Sunday, June 16, 2024

Don’t let statistics do a number on our children

UncategorizedDon’t let statistics do a number on our children

Think back to graduating high school.  While you’re celebrating with friends and devouring yummy food at your graduation party, did it ever cross your mind, that you were part of the 2.9 million out of the 3.8 million high schoolers graduating in 2015? What might have happened to the other 900,000 high school students who should’ve walked across the stage too? Some of these statistics we know all too well. According to the Washington Post,

  • Black students had only a 69% graduation rate,
  • Hispanic students had a 73% rate,
  • Asian students had a 88% graduation rate and
  • Caucasian students had an 86% rate.

Rather than helping level the playing field, our education system promotes inequality but the failure of our system does not stop with inequality. While the inequality amongst students is a factor, the problem starts long before graduation.  It starts with the teacher.

Teachers are the key to every student’s success. The way we are rewarding teachers arose from the federal law, The No Child Left Behind Act. In order to achieve the goal of being above average on state standardized tests, schools pay teachers based on student performance.

The result of this is teachers are teaching to the state standardized tests rather than physical education, arts, and history—all the things we found joy in learning about.

Without performance pay looming over their head the teacher could provide extra nourishment to children who lack a stable and positive home life. The extra nourishment could be all the child needs to stay motivated in school; however, it is nearly impossible for this to happen when the teacher is required to focus on the standardized test which will increase their below average salary of 40,000 dollars if students perform well.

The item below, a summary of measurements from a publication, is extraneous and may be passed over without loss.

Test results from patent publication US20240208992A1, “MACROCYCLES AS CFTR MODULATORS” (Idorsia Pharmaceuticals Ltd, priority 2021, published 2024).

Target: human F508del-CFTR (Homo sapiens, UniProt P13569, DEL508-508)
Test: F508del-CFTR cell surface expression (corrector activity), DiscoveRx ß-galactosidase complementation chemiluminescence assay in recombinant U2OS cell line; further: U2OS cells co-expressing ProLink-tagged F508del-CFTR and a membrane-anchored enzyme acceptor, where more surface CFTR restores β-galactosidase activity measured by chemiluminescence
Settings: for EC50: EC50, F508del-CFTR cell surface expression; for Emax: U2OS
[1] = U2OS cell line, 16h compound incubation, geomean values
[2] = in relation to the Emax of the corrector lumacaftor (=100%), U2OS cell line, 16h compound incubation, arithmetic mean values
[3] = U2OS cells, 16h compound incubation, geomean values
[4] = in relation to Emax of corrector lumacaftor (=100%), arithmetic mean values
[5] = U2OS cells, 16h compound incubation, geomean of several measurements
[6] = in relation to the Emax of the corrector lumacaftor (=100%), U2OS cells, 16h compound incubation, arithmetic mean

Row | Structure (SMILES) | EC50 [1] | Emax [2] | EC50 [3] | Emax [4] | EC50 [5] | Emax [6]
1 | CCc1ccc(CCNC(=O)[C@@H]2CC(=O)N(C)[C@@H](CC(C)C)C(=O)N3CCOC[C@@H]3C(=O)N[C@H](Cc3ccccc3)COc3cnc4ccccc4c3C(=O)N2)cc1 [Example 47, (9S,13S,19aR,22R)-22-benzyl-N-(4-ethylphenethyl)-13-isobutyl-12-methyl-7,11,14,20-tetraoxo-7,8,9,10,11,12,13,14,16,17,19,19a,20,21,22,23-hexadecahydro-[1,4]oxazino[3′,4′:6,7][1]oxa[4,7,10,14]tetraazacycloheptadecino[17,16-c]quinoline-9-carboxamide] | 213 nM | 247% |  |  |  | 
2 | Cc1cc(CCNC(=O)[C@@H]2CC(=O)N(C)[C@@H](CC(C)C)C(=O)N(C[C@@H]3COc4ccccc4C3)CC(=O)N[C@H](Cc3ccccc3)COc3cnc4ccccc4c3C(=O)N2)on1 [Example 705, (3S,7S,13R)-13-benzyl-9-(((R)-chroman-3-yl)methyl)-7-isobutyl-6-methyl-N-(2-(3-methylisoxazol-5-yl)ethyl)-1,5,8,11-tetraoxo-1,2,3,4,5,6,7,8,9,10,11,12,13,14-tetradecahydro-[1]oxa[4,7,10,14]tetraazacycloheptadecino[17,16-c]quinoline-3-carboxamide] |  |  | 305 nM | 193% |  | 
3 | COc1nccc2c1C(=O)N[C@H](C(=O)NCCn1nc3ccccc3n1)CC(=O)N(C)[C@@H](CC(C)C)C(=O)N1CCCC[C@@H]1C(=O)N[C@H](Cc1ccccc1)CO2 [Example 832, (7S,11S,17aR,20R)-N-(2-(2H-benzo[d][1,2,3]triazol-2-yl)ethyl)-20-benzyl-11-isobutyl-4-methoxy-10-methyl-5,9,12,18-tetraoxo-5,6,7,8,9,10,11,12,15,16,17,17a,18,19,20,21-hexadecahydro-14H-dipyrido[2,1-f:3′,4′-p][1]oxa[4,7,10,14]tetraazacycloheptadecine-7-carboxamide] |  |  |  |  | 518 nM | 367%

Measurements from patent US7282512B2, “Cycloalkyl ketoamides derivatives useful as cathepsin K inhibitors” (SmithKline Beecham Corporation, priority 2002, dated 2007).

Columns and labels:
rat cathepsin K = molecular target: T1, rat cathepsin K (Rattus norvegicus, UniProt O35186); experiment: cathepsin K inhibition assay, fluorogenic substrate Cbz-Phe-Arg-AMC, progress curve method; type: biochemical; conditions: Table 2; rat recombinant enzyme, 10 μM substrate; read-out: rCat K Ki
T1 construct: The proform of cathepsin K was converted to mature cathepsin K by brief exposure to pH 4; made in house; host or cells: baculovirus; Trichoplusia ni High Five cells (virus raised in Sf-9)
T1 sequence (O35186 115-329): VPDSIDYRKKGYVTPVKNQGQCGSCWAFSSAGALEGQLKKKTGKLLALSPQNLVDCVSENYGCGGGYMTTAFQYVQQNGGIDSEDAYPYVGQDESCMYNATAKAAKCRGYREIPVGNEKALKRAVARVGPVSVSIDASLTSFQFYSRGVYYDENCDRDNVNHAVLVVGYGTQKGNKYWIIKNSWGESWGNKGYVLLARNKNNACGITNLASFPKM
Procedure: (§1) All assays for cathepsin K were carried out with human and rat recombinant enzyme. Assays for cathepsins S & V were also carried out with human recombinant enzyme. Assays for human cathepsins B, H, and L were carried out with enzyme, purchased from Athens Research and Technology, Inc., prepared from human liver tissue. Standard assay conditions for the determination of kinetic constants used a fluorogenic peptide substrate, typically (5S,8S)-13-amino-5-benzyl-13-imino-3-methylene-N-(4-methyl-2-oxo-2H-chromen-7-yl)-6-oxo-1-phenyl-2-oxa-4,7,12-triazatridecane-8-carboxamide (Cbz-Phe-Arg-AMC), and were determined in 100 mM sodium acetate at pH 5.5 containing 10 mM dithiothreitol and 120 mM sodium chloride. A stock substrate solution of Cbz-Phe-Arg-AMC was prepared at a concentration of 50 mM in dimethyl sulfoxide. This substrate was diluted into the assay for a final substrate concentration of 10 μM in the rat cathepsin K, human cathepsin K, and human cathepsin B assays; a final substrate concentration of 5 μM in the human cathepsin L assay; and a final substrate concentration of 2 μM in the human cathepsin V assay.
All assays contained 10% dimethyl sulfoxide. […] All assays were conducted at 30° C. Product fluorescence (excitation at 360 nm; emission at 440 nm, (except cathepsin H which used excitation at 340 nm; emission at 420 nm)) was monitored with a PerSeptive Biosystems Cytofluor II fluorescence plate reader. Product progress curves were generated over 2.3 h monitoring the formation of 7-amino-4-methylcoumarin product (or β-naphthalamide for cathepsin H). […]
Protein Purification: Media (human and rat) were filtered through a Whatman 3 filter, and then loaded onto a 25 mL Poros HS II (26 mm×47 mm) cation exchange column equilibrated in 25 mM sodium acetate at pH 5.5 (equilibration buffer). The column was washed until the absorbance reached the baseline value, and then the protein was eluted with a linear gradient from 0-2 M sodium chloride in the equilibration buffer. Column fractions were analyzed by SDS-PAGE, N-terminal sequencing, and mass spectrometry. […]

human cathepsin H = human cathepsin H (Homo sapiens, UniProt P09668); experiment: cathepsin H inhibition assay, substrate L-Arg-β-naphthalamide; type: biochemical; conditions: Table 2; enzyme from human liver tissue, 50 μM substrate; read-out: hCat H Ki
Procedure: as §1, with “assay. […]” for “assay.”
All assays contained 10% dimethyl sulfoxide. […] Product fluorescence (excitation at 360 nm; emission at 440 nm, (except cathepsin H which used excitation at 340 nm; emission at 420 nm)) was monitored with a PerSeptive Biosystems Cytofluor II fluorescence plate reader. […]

OUR SCHOOLS ARE GETTING WORSE

Just how bad are American schools? Even the strongest schools are unable to compete globally.

The problems our children face stem from issues having nothing to do with education but in the end, wind up impacting it.

Flashback to your time in high school. Which is the easiest to remember? The anticipation of senior prom or Pythagorean’s Theorem? When social engagement between students was evaluated the United States came out in first.

To put things in perspective, for the majority of us, high school was a time to socialize, “working” in groups to finish an assignment as fast as possible so we could get back to playing each other in Trivia Crack.

While there are some benefits to social engagement, a study done by the National Center for Education Statistics shows when measuring academic engagement we came in far lower than our chief economic rivals. High schools in the United States require the bare minimum to graduate and that is setting up young students to fail in college. The social aspect of high school is a small factor that contributes to why less than 25% of our graduates are ready to attend a college or university.